Rate this
0 (0 votes)
“A Young Commonwealth and youth-led initiative"
0 out of 5 based on 0 user ratings

“A Young Commonwealth and youth-led initiative"

Alphonse AkouyuYouth-led initiatives are capable of changing society in meaningful ways, writes Alphonse Akouyu, 20, a Commonwealth Correspondent from Cameroon, who describes the impressive charitable work of a student choir.

A leading Cameroonian prelate once said ‘if we keep the youths busy during the day, they would sleep at night’. Religion is part and parcel of every day in Cameroon and there has been a massive entry of youths in to different aspects of religion, be it in a negative or positive direction.

A few metres from the University of Bamenda is the Our Lady of Fatima parish, Bambili. I have come to visit the Our Lady Queen of Peace Choir (OLQPC) which is one out of many youth led choirs within the parish. In their own little way this choir is impacting the society it lives in. Founded in 2011 by Catholic youths from the University, OLQPC has grown and is  currently at its highest in terms of enrollment. The majority of choristers fall under the age of 27 and most of them are students in the university.

It was 3p.m in the afternoon and choristers started arriving to begin their normal routine in preparation to sing at Sunday Mass. The day started with Bible sharing and one of them gave a talk on C.H.O.I.R: Commitment, Humility, Obedience, Indispensability and Responsibility. In her words ‘we should be committed, humble, obedient, responsible and indispensable assets for this choir’. What a brilliant talk from the young lady, I said to myself!

Practice started and continued till about 6.pm, when the president said it was time to carry out their Bible sharing task for the week. This time it was to visit the sick in the local neighbourhood. So we started walking towards the houses of those scheduled for this evening’s visit. The streets were dark, with a few rays of light coming from different angles.

We walked and walked, but it looked like a journey without an end. The streets became even darker, but the choir members knew where they were going and after trekking for about 30 minutes we reached the first house. We stepped in to see an old man lying on his sick bed, accompanied by his wife. There we prayed for the sick man, who based on his wife’s words was suffering from cancer.

The choir offered his wife cubes of soap which had been bought with goodwill contributions from members. She was so happy with this gesture from the youths, in fact she was surprised by the number that came. Then we started walking again, this time to visit a sick old woman. We had use to a translator to speak to her because she understood neither English, French nor Pidgin. The same gesture was repeated there and she was overjoyed by our presence. I thought it was over but the journey had just begun. This time around we trekked for 45 minutes to see another sick man, where the same gesture was repeated.

In total the three visits had taken us about two hours and 30 minutes, plus the three hours for practice. Considering the time that the choristers had sacrificed, I understood why so many call them the best in the entire parish. Doctors tell us the care we show towards patients is important in the recovery process. During the choristers’ visits to the sick, you could feel the joy and the happiness on the faces of the patients and those caring for them. Indeed by their fruits you shall know them.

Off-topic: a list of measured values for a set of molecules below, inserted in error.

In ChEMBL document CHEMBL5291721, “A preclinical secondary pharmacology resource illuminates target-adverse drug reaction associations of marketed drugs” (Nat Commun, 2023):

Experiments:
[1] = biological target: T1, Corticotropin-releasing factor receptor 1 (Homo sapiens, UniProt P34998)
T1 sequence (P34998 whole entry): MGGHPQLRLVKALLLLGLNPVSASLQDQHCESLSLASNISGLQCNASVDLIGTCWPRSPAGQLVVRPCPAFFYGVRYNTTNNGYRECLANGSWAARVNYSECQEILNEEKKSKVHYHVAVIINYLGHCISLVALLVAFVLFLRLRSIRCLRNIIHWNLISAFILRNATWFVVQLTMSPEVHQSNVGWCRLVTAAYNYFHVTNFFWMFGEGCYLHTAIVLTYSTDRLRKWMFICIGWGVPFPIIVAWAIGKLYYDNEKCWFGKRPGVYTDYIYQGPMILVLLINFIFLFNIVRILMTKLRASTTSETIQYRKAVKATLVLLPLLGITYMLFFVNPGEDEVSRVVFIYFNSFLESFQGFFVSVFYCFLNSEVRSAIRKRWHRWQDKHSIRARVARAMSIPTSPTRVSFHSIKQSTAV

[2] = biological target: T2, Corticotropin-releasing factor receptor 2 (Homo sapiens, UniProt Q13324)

alphonse2 The efforts of the OLQPC members have not gone unnoticed, and the parish priest has reminded his congregation on different occasions that they sing like professionals. Their efforts have also being acknowledged by others who say ‘we know we can always count on OLQPC because they can never fail’.

This praise inspires more work. The man at the helm, Francis Nyuydine, told me “we are a group of people brought together by education and united by our passion. The group has grown bigger and younger and this is because we are family and we treat everybody equally”.

OLQPC will be on stage on 22nd of May in their annual concert, which they hope would inspire many to join them in these honourable tasks.

OLQPC is one of many youth-led initiatives in Cameroon that are “walking the talk”. In the year of The Young Commonwealth, it is the wish of stakeholders to have many impactful youth-led common initiatives. It is therefore hoped that from their name, they would become active agents of peace in society.

photo credits: Alphonse Akouyu; Chapel Books via photopin (license)

…………………………………………………………………………………………………

About me:

Hello everyone this is your friend Akouyu Alphonse from Bamenda located in the North West Region of Cameroon. I’m currently in my last year in the Catholic University of Cameroon Bamenda studying Banking and Finance. I will be completing my studies in June of 2014 with the hope of becoming a Business/International Relations expert.

My areas of interest are serving as Journalist especially on Sports (football) and societal issues aimed at inspiring people to believe in themselves and volunteerism.

…………………………………………………………………………………………………
Opinions expressed in this article are those of the author and do not necessarily represent the views of the Commonwealth Youth Programme. Articles are published in a spirit of dialogue, respect and understanding. If you disagree, why not submit a response?

To learn more about becoming a Commonwealth Correspondent please visit:
http://www.yourcommonwealth.org/submit-articles/commonwealthcorrespondents/

…………………………………………………………………………………………………

 

 

 

 

 

 

Comments

comments

Powered by Facebook Comments